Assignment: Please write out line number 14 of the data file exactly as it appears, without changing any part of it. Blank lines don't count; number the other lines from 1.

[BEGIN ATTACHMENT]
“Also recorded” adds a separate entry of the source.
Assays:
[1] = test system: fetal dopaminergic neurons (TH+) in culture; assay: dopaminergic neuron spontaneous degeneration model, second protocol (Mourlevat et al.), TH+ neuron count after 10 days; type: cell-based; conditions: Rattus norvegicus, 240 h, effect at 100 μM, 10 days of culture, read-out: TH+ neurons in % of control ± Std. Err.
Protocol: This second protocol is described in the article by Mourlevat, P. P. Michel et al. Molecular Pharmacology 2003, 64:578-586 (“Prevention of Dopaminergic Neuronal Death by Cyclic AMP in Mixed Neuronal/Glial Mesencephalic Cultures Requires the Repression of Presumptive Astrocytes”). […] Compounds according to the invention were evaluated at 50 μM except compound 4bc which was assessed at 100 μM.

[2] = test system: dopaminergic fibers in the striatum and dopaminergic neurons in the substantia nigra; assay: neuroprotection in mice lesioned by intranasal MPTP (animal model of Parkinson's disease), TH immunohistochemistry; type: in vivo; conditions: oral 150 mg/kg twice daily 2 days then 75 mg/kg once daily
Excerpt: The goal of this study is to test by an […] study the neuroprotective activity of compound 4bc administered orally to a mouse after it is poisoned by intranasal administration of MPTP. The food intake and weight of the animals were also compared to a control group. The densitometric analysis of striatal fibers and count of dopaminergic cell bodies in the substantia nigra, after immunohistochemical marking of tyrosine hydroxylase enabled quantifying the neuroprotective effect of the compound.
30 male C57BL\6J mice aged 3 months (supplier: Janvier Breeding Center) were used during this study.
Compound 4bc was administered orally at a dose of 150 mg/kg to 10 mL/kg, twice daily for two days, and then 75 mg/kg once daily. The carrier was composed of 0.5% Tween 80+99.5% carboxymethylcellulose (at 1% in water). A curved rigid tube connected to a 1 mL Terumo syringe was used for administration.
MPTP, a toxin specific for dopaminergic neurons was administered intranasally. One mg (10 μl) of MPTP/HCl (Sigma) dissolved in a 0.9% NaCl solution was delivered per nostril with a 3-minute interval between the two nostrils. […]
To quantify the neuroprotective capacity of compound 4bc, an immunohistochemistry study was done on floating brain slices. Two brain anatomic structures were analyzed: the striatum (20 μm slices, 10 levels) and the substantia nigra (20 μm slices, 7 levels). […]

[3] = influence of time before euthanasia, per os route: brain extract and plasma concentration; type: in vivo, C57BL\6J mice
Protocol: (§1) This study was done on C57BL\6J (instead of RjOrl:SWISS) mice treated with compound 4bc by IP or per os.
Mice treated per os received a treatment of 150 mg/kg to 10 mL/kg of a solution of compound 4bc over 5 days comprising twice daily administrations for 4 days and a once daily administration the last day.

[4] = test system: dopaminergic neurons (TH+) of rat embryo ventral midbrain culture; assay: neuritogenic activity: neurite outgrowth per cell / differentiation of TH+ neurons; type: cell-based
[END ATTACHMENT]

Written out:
[4] = test system: dopaminergic neurons (TH+) of rat embryo ventral midbrain culture; assay: neuritogenic activity: neurite outgrowth per cell / differentiation of TH+ neurons; type: cell-based